Encryption has been in the news recently. A proposal has been made by the European parliamentary committee that could see all forms of digital communications attached to end-to-end encryption.

Photo by Dan Nelson on Unsplash

Indeed, encryption has raised a heated debate recently and has had many people wondering what it is, why it is essential, and how it works. This article explains to you the basics of encryption. 

What is Encryption? 

Encryption is a technique of encoding files, data, or information to only be read or opened by the intended recipient.  It applies algorithmic programs to scramble data into useless gibberish. The only way to convert the encrypted information from the jumble of symbols is by applying the cipher technique to reveal the pattern used in enacting the encryption. 

History of Encryption 

Encryption is not a modern-day invention. Did you know that as early as 1900 B.C., the Egyptians were already applying encryption technology to disguise their messages?

Julius Caesar is also known to have used encryption at length to conceal his messages from the enemy. The military has always used the encryption technique as a war strategy. These examples are just a few of the many that show you that encryption techniques have been used for a long time. 

How Encryption Works

Encryption works by applying algorithmic models to scramble data into ciphertexts. The encrypted data is then transmitted to the recipient, who uses a decryption key to decrypt the encrypted data. 

Types of Encryptions

It will take a whole article to explain the intricate details of different encryption methods and their distinctions. However, we can classify encryption into three categories that are much easier to understand. The following are the types of encryption that you should know about; 

1 – Symmetric Encryption

Symmetric encryption is the most basic level of encryption. Several online services apply it in the protection of customer data against interceptions and unauthorized access. With this kind of encryption, normal data is scrambled using an encryption key to become unreadable. Then, the same key used to encrypt the data will again be used to decrypt it. 

The parties communicating via symmetric encryption must first exchange the secret key, which will then be used to decrypt data. Once the intended party with the decryption key has received the message, the algorithm will reverse its arrangements to return the encrypted text into a meaningful format.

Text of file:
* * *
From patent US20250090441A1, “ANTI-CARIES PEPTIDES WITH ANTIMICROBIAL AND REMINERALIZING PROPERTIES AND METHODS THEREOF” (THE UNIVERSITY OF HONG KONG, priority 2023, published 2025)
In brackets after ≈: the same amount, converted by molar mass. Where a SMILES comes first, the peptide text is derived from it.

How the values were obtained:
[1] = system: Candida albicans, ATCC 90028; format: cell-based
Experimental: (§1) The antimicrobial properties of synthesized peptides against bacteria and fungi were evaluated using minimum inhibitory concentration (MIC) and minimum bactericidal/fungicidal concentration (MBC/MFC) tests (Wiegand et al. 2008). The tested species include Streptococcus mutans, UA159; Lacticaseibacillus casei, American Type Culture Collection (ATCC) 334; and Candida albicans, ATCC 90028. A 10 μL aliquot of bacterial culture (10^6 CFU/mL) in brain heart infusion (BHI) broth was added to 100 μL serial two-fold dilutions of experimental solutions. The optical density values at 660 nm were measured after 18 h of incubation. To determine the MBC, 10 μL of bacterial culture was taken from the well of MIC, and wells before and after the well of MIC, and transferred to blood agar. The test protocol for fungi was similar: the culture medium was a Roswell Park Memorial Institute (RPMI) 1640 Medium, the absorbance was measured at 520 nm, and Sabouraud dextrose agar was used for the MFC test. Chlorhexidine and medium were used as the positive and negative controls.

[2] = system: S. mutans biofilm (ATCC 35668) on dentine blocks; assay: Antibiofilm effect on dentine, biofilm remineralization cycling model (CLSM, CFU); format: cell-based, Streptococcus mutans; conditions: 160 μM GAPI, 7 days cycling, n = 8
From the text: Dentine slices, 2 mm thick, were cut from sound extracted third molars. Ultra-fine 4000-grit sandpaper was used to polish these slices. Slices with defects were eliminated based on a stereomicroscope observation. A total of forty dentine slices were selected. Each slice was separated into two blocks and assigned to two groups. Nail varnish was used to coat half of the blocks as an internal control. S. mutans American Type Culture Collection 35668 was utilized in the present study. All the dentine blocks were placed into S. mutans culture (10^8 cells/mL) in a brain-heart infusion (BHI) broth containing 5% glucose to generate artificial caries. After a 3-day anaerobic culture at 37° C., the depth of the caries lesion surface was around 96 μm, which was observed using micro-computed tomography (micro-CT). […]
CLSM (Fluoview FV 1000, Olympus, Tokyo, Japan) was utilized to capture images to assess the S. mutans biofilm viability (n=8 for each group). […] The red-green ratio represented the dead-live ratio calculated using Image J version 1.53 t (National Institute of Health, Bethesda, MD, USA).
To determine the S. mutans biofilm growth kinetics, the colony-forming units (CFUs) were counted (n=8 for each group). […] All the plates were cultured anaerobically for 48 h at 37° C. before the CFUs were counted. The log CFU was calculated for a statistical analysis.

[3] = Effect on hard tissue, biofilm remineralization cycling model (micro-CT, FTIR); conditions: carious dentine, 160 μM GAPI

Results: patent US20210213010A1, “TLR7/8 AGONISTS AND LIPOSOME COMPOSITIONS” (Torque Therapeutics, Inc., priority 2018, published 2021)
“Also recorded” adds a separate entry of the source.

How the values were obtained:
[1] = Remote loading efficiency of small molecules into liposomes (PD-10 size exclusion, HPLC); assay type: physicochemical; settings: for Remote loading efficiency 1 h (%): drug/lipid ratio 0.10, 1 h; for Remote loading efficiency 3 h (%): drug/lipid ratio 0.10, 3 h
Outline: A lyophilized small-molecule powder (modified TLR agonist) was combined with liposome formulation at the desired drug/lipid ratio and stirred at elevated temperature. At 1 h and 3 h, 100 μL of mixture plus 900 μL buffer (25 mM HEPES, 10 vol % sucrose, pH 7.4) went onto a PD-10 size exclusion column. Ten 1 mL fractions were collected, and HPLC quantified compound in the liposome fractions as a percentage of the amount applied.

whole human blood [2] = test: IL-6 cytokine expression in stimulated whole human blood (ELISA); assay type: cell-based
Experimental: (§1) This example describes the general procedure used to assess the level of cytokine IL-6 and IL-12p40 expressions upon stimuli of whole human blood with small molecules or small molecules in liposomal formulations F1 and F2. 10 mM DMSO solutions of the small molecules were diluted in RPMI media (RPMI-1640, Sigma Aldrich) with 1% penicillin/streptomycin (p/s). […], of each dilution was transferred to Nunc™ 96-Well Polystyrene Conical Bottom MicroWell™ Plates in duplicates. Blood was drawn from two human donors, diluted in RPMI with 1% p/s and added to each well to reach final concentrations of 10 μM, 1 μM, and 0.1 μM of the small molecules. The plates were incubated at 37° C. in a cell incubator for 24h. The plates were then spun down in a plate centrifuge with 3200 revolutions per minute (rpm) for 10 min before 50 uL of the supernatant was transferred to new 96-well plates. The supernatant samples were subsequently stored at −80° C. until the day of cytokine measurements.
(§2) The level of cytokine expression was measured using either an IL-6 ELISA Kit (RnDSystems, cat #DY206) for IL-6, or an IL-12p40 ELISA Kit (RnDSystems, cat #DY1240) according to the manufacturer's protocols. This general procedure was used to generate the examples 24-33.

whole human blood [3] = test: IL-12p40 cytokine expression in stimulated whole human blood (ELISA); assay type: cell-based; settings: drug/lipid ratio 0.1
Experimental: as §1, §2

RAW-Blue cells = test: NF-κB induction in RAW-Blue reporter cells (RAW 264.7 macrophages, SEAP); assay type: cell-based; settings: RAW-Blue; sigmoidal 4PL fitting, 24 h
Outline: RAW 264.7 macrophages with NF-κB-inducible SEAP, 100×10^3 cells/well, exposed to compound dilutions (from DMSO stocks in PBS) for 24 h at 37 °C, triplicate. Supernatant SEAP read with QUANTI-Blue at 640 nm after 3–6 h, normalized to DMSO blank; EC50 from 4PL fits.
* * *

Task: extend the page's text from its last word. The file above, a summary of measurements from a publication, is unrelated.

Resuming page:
The secret key that the communicating parties use in encrypting and decrypting data can either be a specific password or a string of numbers or letters generated by a Random Number Generator. 

This type of encryption is widely applied in encrypting large amounts of data. Some of the popular applications of symmetric encryption include; 

  • Encryption of payment applications like credit card transactions where Personal Identifiable Information must be protected from identity thefts and data intrusions
  • Identity confirmation

2 – Asymmetric Encryption

Asymmetric encryption is different from symmetric encryption in that, whereas symmetric encryption uses one key to encrypt and decrypt data, asymmetric encryption uses two keys. The keys are referred to as the private key and the public key. The keys, when combined, are referred to as the public and private key pair. 

The public key is primarily meant to encrypt data, files, and information, whereas the private key decrypts the message. As such, only the intended recipient will know the details of the private key. 

A cryptographic algorithm is used in generating both the public and the private keys. The private and public keys are mathematically connected.  

Application of Asymmetric Encryption in SSL Certificates